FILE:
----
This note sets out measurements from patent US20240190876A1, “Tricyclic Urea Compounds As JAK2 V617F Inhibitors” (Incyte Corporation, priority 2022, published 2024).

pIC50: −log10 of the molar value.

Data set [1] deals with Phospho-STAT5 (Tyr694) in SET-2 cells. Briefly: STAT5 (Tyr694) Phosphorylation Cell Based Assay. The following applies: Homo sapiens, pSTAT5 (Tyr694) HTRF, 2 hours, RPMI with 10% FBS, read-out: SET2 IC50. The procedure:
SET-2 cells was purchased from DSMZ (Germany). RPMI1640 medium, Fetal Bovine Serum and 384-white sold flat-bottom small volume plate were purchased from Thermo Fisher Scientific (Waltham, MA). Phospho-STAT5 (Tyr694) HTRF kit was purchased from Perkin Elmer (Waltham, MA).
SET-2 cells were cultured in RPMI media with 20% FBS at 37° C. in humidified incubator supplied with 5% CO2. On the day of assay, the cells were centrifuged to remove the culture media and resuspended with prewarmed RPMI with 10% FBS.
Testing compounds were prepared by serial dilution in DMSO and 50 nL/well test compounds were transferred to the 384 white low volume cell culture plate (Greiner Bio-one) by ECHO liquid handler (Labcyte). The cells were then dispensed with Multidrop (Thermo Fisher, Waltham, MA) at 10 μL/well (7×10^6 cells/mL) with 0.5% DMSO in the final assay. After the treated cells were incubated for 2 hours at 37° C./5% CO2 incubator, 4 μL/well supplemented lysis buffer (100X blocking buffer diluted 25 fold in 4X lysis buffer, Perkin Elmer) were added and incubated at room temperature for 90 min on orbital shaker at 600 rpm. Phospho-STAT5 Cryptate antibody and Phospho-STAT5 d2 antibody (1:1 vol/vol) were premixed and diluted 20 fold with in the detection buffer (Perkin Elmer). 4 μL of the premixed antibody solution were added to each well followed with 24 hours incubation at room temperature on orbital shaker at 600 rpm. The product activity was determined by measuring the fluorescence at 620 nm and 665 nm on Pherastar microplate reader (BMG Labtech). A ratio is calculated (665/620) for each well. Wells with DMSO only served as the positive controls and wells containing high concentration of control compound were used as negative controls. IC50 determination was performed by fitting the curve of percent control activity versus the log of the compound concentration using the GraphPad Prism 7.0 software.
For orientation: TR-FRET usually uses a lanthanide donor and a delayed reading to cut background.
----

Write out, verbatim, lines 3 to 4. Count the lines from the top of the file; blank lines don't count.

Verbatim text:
Data set [1] deals with Phospho-STAT5 (Tyr694) in SET-2 cells. Briefly: STAT5 (Tyr694) Phosphorylation Cell Based Assay. The following applies: Homo sapiens, pSTAT5 (Tyr694) HTRF, 2 hours, RPMI with 10% FBS, read-out: SET2 IC50. The procedure:
SET-2 cells was purchased from DSMZ (Germany). RPMI1640 medium, Fetal Bovine Serum and 384-white sold flat-bottom small volume plate were purchased from Thermo Fisher Scientific (Waltham, MA). Phospho-STAT5 (Tyr694) HTRF kit was purchased from Perkin Elmer (Waltham, MA).